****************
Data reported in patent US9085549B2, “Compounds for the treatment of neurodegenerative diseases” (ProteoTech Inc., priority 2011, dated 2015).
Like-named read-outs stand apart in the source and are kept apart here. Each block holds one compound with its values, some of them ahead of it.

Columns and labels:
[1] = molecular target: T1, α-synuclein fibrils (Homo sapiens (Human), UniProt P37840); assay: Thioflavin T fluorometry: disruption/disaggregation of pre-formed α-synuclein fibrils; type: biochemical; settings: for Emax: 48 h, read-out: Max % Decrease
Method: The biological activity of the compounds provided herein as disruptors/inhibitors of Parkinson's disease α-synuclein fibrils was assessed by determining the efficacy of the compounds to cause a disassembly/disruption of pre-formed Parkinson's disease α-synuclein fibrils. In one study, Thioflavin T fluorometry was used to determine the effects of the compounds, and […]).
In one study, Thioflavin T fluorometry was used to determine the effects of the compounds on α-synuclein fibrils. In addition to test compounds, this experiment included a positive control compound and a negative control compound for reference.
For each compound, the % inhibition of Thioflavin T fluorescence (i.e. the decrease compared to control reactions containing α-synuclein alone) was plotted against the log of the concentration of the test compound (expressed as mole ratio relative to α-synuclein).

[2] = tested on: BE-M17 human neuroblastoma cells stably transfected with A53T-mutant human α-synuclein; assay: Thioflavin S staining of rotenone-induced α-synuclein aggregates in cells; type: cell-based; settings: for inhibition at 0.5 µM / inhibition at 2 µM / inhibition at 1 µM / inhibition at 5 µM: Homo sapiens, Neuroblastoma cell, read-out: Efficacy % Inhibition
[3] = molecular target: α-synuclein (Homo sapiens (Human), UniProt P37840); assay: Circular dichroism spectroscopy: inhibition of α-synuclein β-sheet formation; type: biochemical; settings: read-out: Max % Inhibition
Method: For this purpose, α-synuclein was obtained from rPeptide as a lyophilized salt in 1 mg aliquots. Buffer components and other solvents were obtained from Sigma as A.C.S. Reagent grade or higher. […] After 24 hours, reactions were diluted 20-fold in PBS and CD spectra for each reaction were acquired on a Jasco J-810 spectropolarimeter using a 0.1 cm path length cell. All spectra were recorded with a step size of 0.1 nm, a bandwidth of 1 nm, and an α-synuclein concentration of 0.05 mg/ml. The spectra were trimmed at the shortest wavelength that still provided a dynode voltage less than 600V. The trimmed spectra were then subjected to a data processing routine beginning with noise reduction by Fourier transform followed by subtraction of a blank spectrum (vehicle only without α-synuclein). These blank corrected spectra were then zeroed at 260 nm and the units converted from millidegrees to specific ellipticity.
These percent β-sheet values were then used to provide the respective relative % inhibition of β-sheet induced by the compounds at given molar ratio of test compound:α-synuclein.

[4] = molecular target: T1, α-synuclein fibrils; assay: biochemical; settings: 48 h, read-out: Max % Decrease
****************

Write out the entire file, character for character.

Data reported in patent US9085549B2, “Compounds for the treatment of neurodegenerative diseases” (ProteoTech Inc., priority 2011, dated 2015).
Like-named read-outs stand apart in the source and are kept apart here. Each block holds one compound with its values, some of them ahead of it.

Columns and labels:
[1] = molecular target: T1, α-synuclein fibrils (Homo sapiens (Human), UniProt P37840); assay: Thioflavin T fluorometry: disruption/disaggregation of pre-formed α-synuclein fibrils; type: biochemical; settings: for Emax: 48 h, read-out: Max % Decrease
Method: The biological activity of the compounds provided herein as disruptors/inhibitors of Parkinson's disease α-synuclein fibrils was assessed by determining the efficacy of the compounds to cause a disassembly/disruption of pre-formed Parkinson's disease α-synuclein fibrils. In one study, Thioflavin T fluorometry was used to determine the effects of the compounds, and […]).
In one study, Thioflavin T fluorometry was used to determine the effects of the compounds on α-synuclein fibrils. In addition to test compounds, this experiment included a positive control compound and a negative control compound for reference.
For each compound, the % inhibition of Thioflavin T fluorescence (i.e. the decrease compared to control reactions containing α-synuclein alone) was plotted against the log of the concentration of the test compound (expressed as mole ratio relative to α-synuclein).

[2] = tested on: BE-M17 human neuroblastoma cells stably transfected with A53T-mutant human α-synuclein; assay: Thioflavin S staining of rotenone-induced α-synuclein aggregates in cells; type: cell-based; settings: for inhibition at 0.5 µM / inhibition at 2 µM / inhibition at 1 µM / inhibition at 5 µM: Homo sapiens, Neuroblastoma cell, read-out: Efficacy % Inhibition
[3] = molecular target: α-synuclein (Homo sapiens (Human), UniProt P37840); assay: Circular dichroism spectroscopy: inhibition of α-synuclein β-sheet formation; type: biochemical; settings: read-out: Max % Inhibition
Method: For this purpose, α-synuclein was obtained from rPeptide as a lyophilized salt in 1 mg aliquots. Buffer components and other solvents were obtained from Sigma as A.C.S. Reagent grade or higher. […] After 24 hours, reactions were diluted 20-fold in PBS and CD spectra for each reaction were acquired on a Jasco J-810 spectropolarimeter using a 0.1 cm path length cell. All spectra were recorded with a step size of 0.1 nm, a bandwidth of 1 nm, and an α-synuclein concentration of 0.05 mg/ml. The spectra were trimmed at the shortest wavelength that still provided a dynode voltage less than 600V. The trimmed spectra were then subjected to a data processing routine beginning with noise reduction by Fourier transform followed by subtraction of a blank spectrum (vehicle only without α-synuclein). These blank corrected spectra were then zeroed at 260 nm and the units converted from millidegrees to specific ellipticity.
These percent β-sheet values were then used to provide the respective relative % inhibition of β-sheet induced by the compounds at given molar ratio of test compound:α-synuclein.

[4] = molecular target: T1, α-synuclein fibrils; assay: biochemical; settings: 48 h, read-out: Max % Decrease